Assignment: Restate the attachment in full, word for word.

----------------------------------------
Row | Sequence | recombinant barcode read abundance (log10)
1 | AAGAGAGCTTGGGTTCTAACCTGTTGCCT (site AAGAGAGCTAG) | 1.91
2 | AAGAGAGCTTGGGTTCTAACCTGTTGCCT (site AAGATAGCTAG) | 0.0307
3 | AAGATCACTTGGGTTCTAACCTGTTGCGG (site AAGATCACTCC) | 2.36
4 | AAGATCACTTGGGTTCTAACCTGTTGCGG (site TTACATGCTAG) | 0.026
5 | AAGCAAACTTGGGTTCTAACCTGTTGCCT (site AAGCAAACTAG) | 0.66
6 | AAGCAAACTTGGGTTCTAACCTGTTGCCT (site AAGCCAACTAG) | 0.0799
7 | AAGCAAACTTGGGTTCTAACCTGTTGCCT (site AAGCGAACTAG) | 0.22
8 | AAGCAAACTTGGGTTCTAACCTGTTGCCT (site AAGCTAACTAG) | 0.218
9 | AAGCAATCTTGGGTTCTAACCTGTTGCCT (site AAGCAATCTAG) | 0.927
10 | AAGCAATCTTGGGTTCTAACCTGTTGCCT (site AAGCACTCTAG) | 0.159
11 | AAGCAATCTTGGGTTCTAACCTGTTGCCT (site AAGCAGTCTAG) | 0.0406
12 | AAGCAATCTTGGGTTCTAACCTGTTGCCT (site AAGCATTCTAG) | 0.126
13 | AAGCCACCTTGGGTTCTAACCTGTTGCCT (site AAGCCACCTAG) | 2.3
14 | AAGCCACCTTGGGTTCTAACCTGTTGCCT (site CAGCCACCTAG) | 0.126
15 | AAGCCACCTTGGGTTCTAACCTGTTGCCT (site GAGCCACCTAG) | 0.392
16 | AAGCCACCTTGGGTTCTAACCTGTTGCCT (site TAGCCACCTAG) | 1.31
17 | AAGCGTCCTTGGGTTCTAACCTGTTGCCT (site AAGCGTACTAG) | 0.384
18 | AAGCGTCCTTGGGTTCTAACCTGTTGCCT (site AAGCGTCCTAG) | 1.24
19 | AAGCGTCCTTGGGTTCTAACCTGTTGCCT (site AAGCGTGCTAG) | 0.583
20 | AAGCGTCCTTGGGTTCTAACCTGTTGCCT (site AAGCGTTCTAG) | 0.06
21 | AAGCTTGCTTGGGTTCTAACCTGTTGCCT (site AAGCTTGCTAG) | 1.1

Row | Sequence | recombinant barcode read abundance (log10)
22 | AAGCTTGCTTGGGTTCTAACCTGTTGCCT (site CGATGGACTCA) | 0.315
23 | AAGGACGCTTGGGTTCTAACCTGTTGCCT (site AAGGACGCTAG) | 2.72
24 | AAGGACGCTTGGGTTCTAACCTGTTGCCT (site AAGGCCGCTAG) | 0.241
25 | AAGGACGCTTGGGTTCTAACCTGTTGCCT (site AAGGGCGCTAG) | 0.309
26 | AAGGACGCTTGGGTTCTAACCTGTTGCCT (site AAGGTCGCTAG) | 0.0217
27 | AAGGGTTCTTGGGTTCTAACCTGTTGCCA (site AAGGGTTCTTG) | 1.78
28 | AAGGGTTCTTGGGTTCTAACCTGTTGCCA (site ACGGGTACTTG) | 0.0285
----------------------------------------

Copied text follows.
Row | Sequence | recombinant barcode read abundance (log10)
1 | AAGAGAGCTTGGGTTCTAACCTGTTGCCT (site AAGAGAGCTAG) | 1.91
2 | AAGAGAGCTTGGGTTCTAACCTGTTGCCT (site AAGATAGCTAG) | 0.0307
3 | AAGATCACTTGGGTTCTAACCTGTTGCGG (site AAGATCACTCC) | 2.36
4 | AAGATCACTTGGGTTCTAACCTGTTGCGG (site TTACATGCTAG) | 0.026
5 | AAGCAAACTTGGGTTCTAACCTGTTGCCT (site AAGCAAACTAG) | 0.66
6 | AAGCAAACTTGGGTTCTAACCTGTTGCCT (site AAGCCAACTAG) | 0.0799
7 | AAGCAAACTTGGGTTCTAACCTGTTGCCT (site AAGCGAACTAG) | 0.22
8 | AAGCAAACTTGGGTTCTAACCTGTTGCCT (site AAGCTAACTAG) | 0.218
9 | AAGCAATCTTGGGTTCTAACCTGTTGCCT (site AAGCAATCTAG) | 0.927
10 | AAGCAATCTTGGGTTCTAACCTGTTGCCT (site AAGCACTCTAG) | 0.159
11 | AAGCAATCTTGGGTTCTAACCTGTTGCCT (site AAGCAGTCTAG) | 0.0406
12 | AAGCAATCTTGGGTTCTAACCTGTTGCCT (site AAGCATTCTAG) | 0.126
13 | AAGCCACCTTGGGTTCTAACCTGTTGCCT (site AAGCCACCTAG) | 2.3
14 | AAGCCACCTTGGGTTCTAACCTGTTGCCT (site CAGCCACCTAG) | 0.126
15 | AAGCCACCTTGGGTTCTAACCTGTTGCCT (site GAGCCACCTAG) | 0.392
16 | AAGCCACCTTGGGTTCTAACCTGTTGCCT (site TAGCCACCTAG) | 1.31
17 | AAGCGTCCTTGGGTTCTAACCTGTTGCCT (site AAGCGTACTAG) | 0.384
18 | AAGCGTCCTTGGGTTCTAACCTGTTGCCT (site AAGCGTCCTAG) | 1.24
19 | AAGCGTCCTTGGGTTCTAACCTGTTGCCT (site AAGCGTGCTAG) | 0.583
20 | AAGCGTCCTTGGGTTCTAACCTGTTGCCT (site AAGCGTTCTAG) | 0.06
21 | AAGCTTGCTTGGGTTCTAACCTGTTGCCT (site AAGCTTGCTAG) | 1.1

Row | Sequence | recombinant barcode read abundance (log10)
22 | AAGCTTGCTTGGGTTCTAACCTGTTGCCT (site CGATGGACTCA) | 0.315
23 | AAGGACGCTTGGGTTCTAACCTGTTGCCT (site AAGGACGCTAG) | 2.72
24 | AAGGACGCTTGGGTTCTAACCTGTTGCCT (site AAGGCCGCTAG) | 0.241
25 | AAGGACGCTTGGGTTCTAACCTGTTGCCT (site AAGGGCGCTAG) | 0.309
26 | AAGGACGCTTGGGTTCTAACCTGTTGCCT (site AAGGTCGCTAG) | 0.0217
27 | AAGGGTTCTTGGGTTCTAACCTGTTGCCA (site AAGGGTTCTTG) | 1.78
28 | AAGGGTTCTTGGGTTCTAACCTGTTGCCA (site ACGGGTACTTG) | 0.0285